We’ve always had a love of architecture, interior design, furniture and objects and we’ve been able to manifest those interests in a couple of side projects. We started Serious Buildings as a way to catalog our own real estate development projects over the years. We’re working on two projects right now that we’re really excited about. One of them will be a renovation of a building built in 1790 that will house our new office and home in Charleston. We’ll also install (and name and brand) a little market in the building that will sell fresh produce, flowers, wine, beer, pantry goods, packaged food items and coffee. The second project I can’t talk about yet — I don’t want to jinx it. I’m having a great time collecting inspiration on the Serious Buildings Instagram if you want to follow along.
I’m also really proud of Pretend Store. We’ve made a lot of things I never thought we’d have the opportunity to make and it’s been a fun, and ongoing, challenge to turn it into a self-sustaining business.
It’s so hard picking favourite client work! I love so many of our projects. You asked about AIR Serenbe which was certainly a highlight. I’m really happy with how that identity system came together. It’s so flexible and easy for the client to use successfully. I love following what they’re up to and how they’re extending the brand.
An example of something small but meaningful is something we’re starting to do more of which is content creation. We offer photography and video and we create visuals and strategy for social media and blogs. For example, we created a bunch of Instagram post templates for Montessorium and Primary to help them create more consistent feeds that I think turned out really well. They were a dream to work with and were great partners throughout the process.
Then of course we’re super proud of all of the work we’ve done over the years for MailChimp, Mohawk General Store’s website, we did this dope stop motion animation for Etsy that no one has seen, all of our short videos for Bonobos, our collaborations with Jeni’s Ice Creams, the Bike Law branding, it was a long time ago but we made a pretty great website for Mario Testino, Death to Stock, Trends on Trends, Collective Retreats, Palace, the Candlefish work… I could go on.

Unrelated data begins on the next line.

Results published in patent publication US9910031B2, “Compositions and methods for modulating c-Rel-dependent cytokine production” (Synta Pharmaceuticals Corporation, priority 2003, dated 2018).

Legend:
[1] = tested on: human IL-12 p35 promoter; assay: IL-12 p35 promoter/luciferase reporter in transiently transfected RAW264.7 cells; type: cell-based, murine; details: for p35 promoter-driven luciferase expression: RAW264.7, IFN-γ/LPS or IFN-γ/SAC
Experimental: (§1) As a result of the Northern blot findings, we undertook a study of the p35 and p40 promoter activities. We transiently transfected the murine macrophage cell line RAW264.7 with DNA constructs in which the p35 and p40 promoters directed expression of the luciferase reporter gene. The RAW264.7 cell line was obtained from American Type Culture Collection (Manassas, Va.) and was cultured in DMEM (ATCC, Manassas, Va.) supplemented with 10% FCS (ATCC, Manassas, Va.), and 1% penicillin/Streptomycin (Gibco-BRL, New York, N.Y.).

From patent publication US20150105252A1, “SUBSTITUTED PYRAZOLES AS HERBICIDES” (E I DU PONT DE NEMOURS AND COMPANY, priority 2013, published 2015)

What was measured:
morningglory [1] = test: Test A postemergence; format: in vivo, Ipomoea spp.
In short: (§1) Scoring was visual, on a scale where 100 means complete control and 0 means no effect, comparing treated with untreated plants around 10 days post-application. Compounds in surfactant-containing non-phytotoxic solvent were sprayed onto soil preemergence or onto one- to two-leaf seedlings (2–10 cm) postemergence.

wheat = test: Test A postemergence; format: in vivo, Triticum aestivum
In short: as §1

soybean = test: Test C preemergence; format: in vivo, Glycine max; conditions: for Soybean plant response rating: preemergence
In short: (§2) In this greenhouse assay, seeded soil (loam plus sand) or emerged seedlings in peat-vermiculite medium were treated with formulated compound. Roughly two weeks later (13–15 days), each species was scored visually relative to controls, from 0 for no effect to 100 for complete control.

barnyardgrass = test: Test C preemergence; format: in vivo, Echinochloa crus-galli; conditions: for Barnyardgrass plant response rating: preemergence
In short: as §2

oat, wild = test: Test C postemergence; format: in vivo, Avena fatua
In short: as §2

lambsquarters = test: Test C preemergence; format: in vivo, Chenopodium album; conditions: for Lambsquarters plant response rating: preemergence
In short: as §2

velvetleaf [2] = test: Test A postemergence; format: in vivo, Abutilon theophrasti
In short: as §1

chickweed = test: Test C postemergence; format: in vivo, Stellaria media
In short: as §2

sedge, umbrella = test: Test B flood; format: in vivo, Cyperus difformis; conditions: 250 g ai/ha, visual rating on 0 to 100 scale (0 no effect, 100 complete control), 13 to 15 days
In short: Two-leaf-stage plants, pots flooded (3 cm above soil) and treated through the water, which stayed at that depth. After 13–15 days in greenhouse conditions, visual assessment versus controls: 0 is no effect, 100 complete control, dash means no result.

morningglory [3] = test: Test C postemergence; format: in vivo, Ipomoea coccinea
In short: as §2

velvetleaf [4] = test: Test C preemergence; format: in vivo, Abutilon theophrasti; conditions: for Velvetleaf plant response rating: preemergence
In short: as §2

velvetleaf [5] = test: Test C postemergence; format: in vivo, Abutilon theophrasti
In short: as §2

The Coast Brewing identity uses a fluid approach with multiple logos. What do you feel holds it all together?
We think that some brands can benefit from a logo system that is built around a concept or design formula rather than a singular logo expression. For Coast, we chose a distinct typeface, a palette of mostly blues and created shapes with the text that referenced nautical themes. The diversity of the system lets them choose the shape that best fits the purpose or space. It also keeps things interesting not only for consumers but also for the folks at Coast.
What qualities does a designer need to work at Fuzzco?
We look for designers with distinct design sensibilities who share our interest in the world beyond design. We have an intuitive, iterative internal critique process that requires a willingness to experiment and push past comfort zones. We look for thoughtful designers with excellent communication skills and positive, energetic dispositions — people who have our back, stick around to make sure things get done right, people who really care.
What’s on the cards for the rest of 2017?
We’re working on a bunch of cool projects including several for the Bezos Family Foundation, Google, University of South Carolina, Flatiron, Tide, MailChimp and a bunch of awesome local companies and startups.
We’ll be spending more time on Serious Buildings, working on some bigger photo and video shoots, new products for Pretend Store, drawing new fonts, designing furniture for Portland, renovating our Charleston office, growing our team little by little and our company retreat.
What did you think of the interview?